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2443 Fillmore St
San Francisco, CA, 94115

(310) 463-0650

Designs by Alina:  Handcrafted jewelry fabricated with gold, pave diamonds, and choice pearls for the sophisticated modern-classic woman. Beauty and inspiration forever entwined. Lifestyle blog on design, travel, fashion, family.

ON FLORAL ART -  Part 2 of 2                Six Flower Tips


Designs by Alina Lifestyle Magazine

Blog, Travel, family, interior design, jewelry design and fashion.



ON FLORAL ART - Part 2 of 2 Six Flower Tips

Alina de Albergaria


"Why tempt perfection?" 

Granted. Peonies and roses are strikingly beautiful on their own and that very notion has kept me from combining them with anything else. However, determined to gain a new perspective and mix like the pros, I began to pay weekly visits to Julie at "The Bud Stop" in San Francisco, who made gorgeous bouquets on the spot. Before long we were arranging together which laid the foundation for my own exploration into mindful blending with varietals from our local flower mart, which I find to be highly rewarding and therapeutic. The lessons are ongoing, and I am happy to share some of them with you here:

 1) Grouping

Elevating or placing focal flowers in front as well as infusing round shapes with elongated ones for balance and drama is key. I also like designing in odd numbers, in other words I typically use three or five of a certain flower versus four or six unless I am using a very large number of a single variety. I opt out of fillers with tiny buds in favor of solid greens like lemon leaves, myrtle, or eucalyptus leaves depending on the hue and shape of the blossoms. This gives the arrangement a cleaner, more refined look.

2) Vases

Opt for vases that suit your blooms and their placement in the home, keeping in mind that some flowers like tulips and lilies continue to grow. A taller vase for example would be better suited to an entryway or kitchen island than a nightstand. I like to infuse classic with modern and collect glass vases with traditional lines as well stainless steel, pewter and wooden ones. On our wedding day, I received my first hand blown vase by Simon Pierce which continues to be one of my favorite classics.

3) Buy local

While not always feasible, especially in some agricultural zones, buying from local suppliers means that you are supporting local businesses that yield the freshest blooms. I have much respect for these farmers who are up shortly after midnight, setting up their booths at 3:00AM. In addition, most imported flowers negatively impact the environment as they require refrigeration and contain many chemicals to preserve them in preparation for transport.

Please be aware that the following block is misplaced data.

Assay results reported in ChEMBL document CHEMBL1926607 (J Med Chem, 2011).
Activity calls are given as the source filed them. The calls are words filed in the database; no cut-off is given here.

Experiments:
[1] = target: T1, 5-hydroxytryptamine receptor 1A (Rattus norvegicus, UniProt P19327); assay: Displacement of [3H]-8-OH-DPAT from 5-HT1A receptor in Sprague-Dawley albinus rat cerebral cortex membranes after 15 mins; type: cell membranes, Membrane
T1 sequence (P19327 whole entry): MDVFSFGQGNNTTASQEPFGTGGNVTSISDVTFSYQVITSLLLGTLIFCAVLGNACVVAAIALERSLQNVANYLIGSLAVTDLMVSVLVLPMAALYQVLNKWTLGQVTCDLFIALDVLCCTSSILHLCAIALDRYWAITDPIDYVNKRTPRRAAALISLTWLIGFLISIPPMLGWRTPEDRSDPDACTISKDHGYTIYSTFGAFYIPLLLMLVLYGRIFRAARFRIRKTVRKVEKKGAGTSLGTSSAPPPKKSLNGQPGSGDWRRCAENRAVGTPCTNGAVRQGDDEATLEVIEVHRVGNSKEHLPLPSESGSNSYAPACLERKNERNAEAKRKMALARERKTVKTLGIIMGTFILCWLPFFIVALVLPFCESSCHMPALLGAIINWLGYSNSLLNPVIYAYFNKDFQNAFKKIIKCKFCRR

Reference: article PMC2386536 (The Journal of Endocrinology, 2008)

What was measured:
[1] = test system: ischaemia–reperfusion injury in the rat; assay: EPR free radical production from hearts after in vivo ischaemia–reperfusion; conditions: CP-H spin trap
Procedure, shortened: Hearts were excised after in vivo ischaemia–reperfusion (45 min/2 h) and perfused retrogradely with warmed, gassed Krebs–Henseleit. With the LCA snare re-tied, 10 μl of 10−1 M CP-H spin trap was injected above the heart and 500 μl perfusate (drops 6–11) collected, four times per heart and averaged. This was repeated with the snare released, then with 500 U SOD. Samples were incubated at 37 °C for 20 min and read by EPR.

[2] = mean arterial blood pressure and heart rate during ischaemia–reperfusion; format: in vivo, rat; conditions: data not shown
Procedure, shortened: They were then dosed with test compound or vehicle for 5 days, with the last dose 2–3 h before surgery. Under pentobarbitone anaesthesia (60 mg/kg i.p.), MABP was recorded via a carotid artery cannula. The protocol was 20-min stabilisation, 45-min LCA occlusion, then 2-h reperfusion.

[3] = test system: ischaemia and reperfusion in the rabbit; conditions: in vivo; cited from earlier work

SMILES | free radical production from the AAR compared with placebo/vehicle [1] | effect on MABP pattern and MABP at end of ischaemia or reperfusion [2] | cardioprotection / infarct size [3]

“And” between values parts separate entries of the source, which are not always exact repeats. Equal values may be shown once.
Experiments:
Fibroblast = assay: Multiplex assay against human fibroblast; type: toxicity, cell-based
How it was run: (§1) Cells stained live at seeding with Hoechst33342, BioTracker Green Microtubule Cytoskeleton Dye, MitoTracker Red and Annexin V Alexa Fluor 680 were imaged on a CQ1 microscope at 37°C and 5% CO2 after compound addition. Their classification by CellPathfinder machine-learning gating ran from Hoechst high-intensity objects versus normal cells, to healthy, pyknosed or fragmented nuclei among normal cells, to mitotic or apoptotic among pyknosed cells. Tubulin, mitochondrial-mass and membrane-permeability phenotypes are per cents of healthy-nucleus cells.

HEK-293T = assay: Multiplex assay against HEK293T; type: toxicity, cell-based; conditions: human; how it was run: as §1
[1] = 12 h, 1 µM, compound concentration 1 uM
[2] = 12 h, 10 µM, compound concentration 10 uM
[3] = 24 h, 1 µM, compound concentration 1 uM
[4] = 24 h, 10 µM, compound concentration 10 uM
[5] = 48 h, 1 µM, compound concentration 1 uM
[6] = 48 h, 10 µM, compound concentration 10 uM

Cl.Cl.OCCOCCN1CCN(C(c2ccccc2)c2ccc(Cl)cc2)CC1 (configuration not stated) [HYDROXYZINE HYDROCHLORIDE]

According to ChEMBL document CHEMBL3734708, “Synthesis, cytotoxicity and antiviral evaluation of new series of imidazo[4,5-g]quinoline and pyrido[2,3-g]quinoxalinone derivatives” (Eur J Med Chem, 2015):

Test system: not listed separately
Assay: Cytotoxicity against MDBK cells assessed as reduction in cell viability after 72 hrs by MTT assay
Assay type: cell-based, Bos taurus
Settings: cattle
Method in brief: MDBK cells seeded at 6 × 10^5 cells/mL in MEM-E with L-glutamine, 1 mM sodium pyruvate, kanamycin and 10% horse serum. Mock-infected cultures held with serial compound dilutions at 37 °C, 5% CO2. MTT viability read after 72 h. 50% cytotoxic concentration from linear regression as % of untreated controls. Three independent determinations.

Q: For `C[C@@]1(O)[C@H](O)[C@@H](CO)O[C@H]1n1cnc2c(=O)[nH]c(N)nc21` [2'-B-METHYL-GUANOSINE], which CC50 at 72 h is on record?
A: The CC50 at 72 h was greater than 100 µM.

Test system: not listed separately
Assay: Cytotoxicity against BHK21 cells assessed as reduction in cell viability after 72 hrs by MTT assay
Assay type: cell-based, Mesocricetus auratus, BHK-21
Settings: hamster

4) Feed your flowers

Always use flower food, it really does make a difference! In a pinch I find that a 1/2 teaspoon of sugar and a few drops of bleach keep the flowers happy and water clear. One of the Farmer's Market vendors from whom I purchased roses in Santa Barbara swears by a penny in the vase which seemingly aids in preventing bacteria growth, though I haven't found this method to be very effective.

5) Learn about seasonal varieties

Buying seasonal flowers to me is as natural as opting for seasonal vegetables and fruit. Right now, during the winter months I like to buy hydrangeas* and lilies. Some local growers even have garden roses which I purchase any chance I get.  As much as I love peonies, you can't locate them in winter unless they are flown in so I exercise patience until late February and March when local peonies are available in all their splendor.  If you can't easily part from your favorites, consider similar blooms to transition out of them. Ranunculus, for example, have a similar feel to that of some rose varieties and are a great way to transition into the next season without too many sacrifices for the rose obsessed like me. If you don't have access to a flower mart or farmer's market, ask your local provider when they receive fresh deliveries and which flowers are from local providers.

6) Maintenance

Cut the stems at an angle and change the water every 2-3 days, which is crucial to avoid bacteria growth. I don't refeed but feel free to do so.

* Tip for hydrangeas

These elegant blooms need A LOT of water and unlike most flowers they hydrate not only from the stem but from the petals too. Cut the stem at a sharp angle and submerge it in one inch of very hot water for 30 seconds. The heat breaks down the sap allowing the flower to absorb water. Remove the leaves, at least the larger ones which rob nutrients from the bloom and try misting the petals with water, but be mindful of surrounding flowers which have an aversion to dampness.

If you would like to see more photos of my flower designs, check out my post "On Floral Art." Enjoy your blooms!